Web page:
These days, according to Jean-François, nine out of ten customers seek this cheese exclusively to use in this famous casserole. But Reblochon is just as delicious on its own, thanks to its rich, creamy texture and only slightly funky flavor even the washed-rind averse can get behind.

The kind of Reblochon we promote is the one you’ll find on a cheese plate,” he says. As affineurs, he and his team “are not looking for Reblochon as an ingredient.”

The reason why is simple: Once baked, he says, the cheese loses not just its soft, creamy texture but the subtleties in its flavor — a boon for poorly-made iterations, whose flaws are diminished by baking as well.


Jean-François knows some customers will be baking his treasured Reblochon in the famous local casserole. That said, he never hesitates to remind them:

OK, you’re making tartiflette. It’s good to get a good product, because the dish will only be better.

But don’t forget to have a piece as-is!”

Manigodine started with the recipe for Reblochon, so it’s no surprise they share many characteristics.

From a textural perspective, there’s no real difference,” says Jean-François, “except that Manigodine is a bit creamier.” This, he says, comes from the longer aging afforded by Manigodine’s spruce support system, which also lends a lovely woodsy, smoky, floral flavor to the finished cheese.

For those looking to experience the differences first-hand, Jean-François suggests beginning with Reblochon.

Reblochon is a bit finer,” he says. “And this finesse might be hidden by the woodsiness of Manigodine.”

Flavor isn’t the only way that Manigodine and Reblochon differ


  • Reblochon has boasted an AOP since 1958, and today, it is one of the most-produced AOP cheeses in France by volume, second only to Comté. The AOP for Reblochon designates where it can be produced and requires that the cheese be made exclusively with raw milk.
  • Manigodine, meanwhile, has no such rules governing it… but that doesn’t mean it isn’t made with the same quality-driven mindset.

Despite no longer making Reblochon, Murielle, and Guillaume still hew to the standards of the quality charter.

There’s no regulations,” says Murielle. “It’s not official. But we maintained these norms. We didn’t want to do any old thing.” And since she and Guillaume are the only people making Manigodine in France, consumers can rest assured it boasts the same quality of the very best Reblochon.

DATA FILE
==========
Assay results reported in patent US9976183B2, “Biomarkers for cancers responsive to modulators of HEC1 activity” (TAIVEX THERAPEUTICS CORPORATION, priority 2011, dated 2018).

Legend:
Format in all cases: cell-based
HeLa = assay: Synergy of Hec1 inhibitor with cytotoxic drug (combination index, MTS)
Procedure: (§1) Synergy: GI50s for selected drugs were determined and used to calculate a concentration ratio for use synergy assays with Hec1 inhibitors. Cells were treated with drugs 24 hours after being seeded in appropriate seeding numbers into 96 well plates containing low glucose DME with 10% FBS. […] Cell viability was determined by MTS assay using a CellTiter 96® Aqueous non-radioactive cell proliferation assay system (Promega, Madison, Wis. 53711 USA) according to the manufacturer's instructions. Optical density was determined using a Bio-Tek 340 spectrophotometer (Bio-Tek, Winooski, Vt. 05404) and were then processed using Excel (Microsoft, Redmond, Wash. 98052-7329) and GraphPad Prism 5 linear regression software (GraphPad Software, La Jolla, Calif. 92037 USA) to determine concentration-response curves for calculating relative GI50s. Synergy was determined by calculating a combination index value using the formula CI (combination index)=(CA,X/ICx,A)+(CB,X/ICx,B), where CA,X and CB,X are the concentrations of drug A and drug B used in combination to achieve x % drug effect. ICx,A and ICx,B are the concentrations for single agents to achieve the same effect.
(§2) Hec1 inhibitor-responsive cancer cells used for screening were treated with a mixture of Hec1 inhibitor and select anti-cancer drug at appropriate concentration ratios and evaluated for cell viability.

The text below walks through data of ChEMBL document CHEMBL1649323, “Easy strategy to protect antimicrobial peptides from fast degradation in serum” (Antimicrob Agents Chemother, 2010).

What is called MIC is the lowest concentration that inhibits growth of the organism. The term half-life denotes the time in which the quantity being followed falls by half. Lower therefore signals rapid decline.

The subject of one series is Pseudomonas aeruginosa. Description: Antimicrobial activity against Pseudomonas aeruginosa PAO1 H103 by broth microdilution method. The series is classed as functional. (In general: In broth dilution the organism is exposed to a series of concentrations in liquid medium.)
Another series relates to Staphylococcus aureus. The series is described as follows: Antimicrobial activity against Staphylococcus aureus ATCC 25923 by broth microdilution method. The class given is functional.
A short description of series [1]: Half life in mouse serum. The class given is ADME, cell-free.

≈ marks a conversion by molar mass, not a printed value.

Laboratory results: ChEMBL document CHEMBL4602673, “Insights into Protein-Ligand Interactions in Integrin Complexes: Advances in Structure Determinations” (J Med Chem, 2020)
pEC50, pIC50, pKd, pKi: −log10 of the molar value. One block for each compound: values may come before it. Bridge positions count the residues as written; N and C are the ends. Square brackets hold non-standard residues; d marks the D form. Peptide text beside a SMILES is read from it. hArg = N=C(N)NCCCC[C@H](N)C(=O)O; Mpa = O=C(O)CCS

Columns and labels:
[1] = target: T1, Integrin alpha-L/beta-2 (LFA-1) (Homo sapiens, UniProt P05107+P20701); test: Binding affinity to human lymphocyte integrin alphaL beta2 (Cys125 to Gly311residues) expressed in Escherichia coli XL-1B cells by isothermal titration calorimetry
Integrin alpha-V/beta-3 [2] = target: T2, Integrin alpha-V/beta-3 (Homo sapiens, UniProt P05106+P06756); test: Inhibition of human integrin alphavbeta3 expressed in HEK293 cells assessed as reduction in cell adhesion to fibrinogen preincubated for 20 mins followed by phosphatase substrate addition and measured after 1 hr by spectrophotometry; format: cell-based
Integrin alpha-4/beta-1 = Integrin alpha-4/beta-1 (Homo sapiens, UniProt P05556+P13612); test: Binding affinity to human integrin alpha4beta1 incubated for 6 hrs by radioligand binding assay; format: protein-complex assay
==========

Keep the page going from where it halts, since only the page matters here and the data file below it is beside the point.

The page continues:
How to Enjoy Manigodine

Manigodine is a product of passion: both on the producer and aging sides. A wheel of Manigodine begins with only the best milk from local cows, who spend winters in the valley and summers grazing on the open pastures. Once the cheeses have been formed, each wheel is wrapped in a specially designed spruce band made in the Jura and aged three to four weeks in Jean-François’ aging cellars.

The original Manigodines weighed 1,300 grams — more than double the 450 to 550 grams of a typical Reblochon. These days, one can also find Reblochon-sized Manigodines perfect for a couple or smaller family, though a big wheel also keeps well in the fridge for several days or even several weeks.


Manigodine’s complexity makes it perfect for enjoying alone, which is Jean-François’ preference.

That way, you really get all of the flavors of the product coating the palate,” he says. That said, he notes, a slice of country bread isn’t unwelcome, and neither, for that matter, is a glass of local wine or two.

A roussette de Savoie marries perfectly with Reblochon or Manigodine,” he says, noting that Marin, a Savoyard white wine hailing from the shores of Lake Geneva, is another excellent pairing.


Image credits:

1-4 Murielle and Jean-François
5-6 Emily Monaco

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About the Contributor

Emily Monaco

“Born and raised in New York, I fell in love with France young and have been based in Paris for over 15 years. I am a professional freelance writer, tour guide, and cheese connoisseuse, as well as the host of Navigating the French and co-host of The Terroir Podcast. Follow me on Instagram and sign up for my newsletter for my favorite bites and more from Paris.”